> productive domains in numbers of keys checked -- until the last
> four days of the challenge, when a new port of the key-ckecking
> code for the 64-bit UltraSPARC catapulted Sun's contribution to
> the top of the list.
Go, sparky, go!
> The day before the crack succeeded, Senators John McCain and Bob
> Kerrey introduced legislation (see story below) that would codify
> the current 56-bit limit on exportable crypto products (besides
> its main purpose of mandating government access to private keys).
Nice timing, as always.
> DESCHALL has demonstrated unambiguously that 56 bits is no longer
>  <URL:http://www.frii.com/~rcv/deschall.htm>
>  <URL:http://www.frii.com/~rcv/despr4.txt>
>  <URL:http://www.rsa.com/rsalabs/97challenge/>
>  <URL:ftp://ftp.ox.ac.uk/pub/math/rsa129/rsa129.ps.gz>
>  <URL:http://www.cis.ohio-state.edu/~dolske/des97/deschall.html>
>  <URL:http://www.cis.ohio-state.edu/~dolske/des97/graph.html>
> ..Micropayments: an informal survey
> TBTF for 5/22/97  reflected on the Economist's survey on elec-
> tronic commerce, the initial premise of which is that the experts
> who predicted a frictionless future of disintermediated commerce
> lubricated by micropayments got it fundamentally wrong -- so far.
> (The survey is no longer available online as the Economist has
> gone over to access by paid subscription only.)
This sucks, by the way.
> Here's Phil Agre
> <firstname.lastname@example.org>, proprietor of the Red Rock Eater News Service,
> grousing from a similar point of view:
> > I'm a little disappointed with certain Internet people who
> > envision all sorts of futuristic electronic commerce scen-
> > arios in which everyone pays for everything incrementally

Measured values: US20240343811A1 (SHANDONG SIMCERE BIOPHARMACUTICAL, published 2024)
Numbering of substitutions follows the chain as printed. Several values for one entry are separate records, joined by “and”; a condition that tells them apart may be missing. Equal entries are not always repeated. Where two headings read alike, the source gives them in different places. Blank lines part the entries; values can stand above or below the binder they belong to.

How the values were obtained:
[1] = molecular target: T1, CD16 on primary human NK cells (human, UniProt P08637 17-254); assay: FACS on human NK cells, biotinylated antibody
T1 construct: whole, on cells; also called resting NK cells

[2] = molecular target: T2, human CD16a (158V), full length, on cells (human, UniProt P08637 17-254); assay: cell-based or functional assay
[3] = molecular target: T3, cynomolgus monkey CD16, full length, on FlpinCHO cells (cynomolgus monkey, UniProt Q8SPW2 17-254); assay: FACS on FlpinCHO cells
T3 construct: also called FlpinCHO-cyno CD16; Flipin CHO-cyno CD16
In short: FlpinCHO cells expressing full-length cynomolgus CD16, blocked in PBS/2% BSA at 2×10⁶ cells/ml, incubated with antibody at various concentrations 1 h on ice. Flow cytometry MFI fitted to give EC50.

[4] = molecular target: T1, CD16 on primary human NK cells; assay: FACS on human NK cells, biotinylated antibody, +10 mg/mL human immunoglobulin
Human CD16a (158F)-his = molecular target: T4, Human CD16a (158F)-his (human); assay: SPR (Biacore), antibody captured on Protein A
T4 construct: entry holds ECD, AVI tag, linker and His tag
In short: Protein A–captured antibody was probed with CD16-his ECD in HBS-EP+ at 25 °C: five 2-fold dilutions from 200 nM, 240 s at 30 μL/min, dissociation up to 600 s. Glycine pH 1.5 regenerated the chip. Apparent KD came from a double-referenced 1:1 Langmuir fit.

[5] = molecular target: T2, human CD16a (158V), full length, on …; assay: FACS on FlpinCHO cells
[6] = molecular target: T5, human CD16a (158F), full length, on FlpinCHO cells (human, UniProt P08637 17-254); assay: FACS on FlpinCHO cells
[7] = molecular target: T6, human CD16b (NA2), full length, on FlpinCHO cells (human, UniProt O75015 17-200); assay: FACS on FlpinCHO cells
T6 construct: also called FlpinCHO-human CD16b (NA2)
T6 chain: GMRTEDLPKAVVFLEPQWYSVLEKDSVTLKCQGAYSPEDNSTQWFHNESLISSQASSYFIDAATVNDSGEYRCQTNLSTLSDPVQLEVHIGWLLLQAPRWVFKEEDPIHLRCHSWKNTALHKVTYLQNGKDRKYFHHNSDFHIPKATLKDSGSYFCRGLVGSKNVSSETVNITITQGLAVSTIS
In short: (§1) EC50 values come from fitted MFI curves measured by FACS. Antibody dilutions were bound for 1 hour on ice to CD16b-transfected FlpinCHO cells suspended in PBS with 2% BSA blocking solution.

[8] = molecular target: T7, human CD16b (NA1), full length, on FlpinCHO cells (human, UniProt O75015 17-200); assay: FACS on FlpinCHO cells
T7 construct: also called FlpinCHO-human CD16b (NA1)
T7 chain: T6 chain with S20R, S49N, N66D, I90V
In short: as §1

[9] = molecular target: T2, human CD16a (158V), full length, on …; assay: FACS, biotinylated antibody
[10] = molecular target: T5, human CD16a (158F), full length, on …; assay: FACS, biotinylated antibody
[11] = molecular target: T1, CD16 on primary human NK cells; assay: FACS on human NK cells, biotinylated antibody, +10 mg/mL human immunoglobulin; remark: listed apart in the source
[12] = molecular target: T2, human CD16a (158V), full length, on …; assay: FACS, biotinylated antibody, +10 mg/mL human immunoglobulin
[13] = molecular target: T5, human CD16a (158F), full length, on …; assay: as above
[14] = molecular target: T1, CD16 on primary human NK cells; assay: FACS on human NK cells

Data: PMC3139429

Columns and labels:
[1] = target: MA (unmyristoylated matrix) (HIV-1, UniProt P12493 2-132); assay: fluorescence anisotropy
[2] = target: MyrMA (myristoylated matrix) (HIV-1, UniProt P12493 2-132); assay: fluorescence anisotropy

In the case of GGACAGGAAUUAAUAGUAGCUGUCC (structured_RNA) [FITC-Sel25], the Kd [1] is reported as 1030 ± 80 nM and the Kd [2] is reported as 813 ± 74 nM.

> > using micropayment systems -- what Vinny Mosco called "the
> > pay-per society" -- but who then turn around and resist
> > that same principle when it applies to their own use of
> > the Internet. These folks want a la carte for everyone
> > else, but the buffet for themselves.
Exactly!! Gimme the 24-hour-a-day buffet and a nice window seat.
> I'll admit to a continuing fascination with the technologies of
> electronic cash and anonymous trust; and in that spirit I vol-
> unteered TBTF to beta test Digital's Millicent payment system 
> this summer.
Yipes. Say it ain't so!
> Subscribers, please send me a note with your reactions to the idea
> that parts of the TBTF site might one day be available on a "pay-
> per" basis. Would you pay a nickel for the convenience of reading
> TBTF on the Web where the links are live? A penny? A tenth of a
> cent? Would you just read the email and grumble? Or would you
> flame me and unsubscribe in disgust? (Note that the beta test
> will almost certainly be conducted using scrip of no value.)
Ugh. I don't mind nickel and diming as long as they can figure out a
way to not let it be wasting my time.
> I'll publish your collected remarks in a future Tasty Bit of the
> Day. Let me know if you prefer anonymity.
>  <URL:http://www.tbtf.com/archive/05-22-97.html>
>  <URL:http://millicent.digital.com/>
Ah, millicent, how I wish I could believe in thee.
> ..Obvious, useful, cool
> Here are two high-quality sources of Net information that might
> interest TBTF readers: Stating the Obvious and That's Useful, This
> is Cool. Michael Sippey's Stating the Obvious  is, like TBTF,
> a daily-updated Web page and a weekly mailing. (It is from Sippey
> that I picked up the term "retro-push".) The man must spend even
> more time online than I do, though I don't know how one could; and
> he has sufficient personal bandwidth left to think about the online
> life and to write about it, sensibly and winningly. Lynn Siprelle's
> TUTIC  brings you two links per weekday: one useful, one cool,
> with a paragraph describing each. (Unlike TBTF, TUTIC takes the
> weekends off.) You can pull them from the Web or have TUTIC push
> them by email. A simple concept, nicely executed.
>  <URL:http://www.theobvious.com/>
>  <URL:http://www.simplecool.com/>
I read both of these regularly, too. They're usually pretty darned
[Insert multi-culti expletive of choice], when are you going to get it
straight that the bits only flow one way in this relationship?
-- Rohit Khare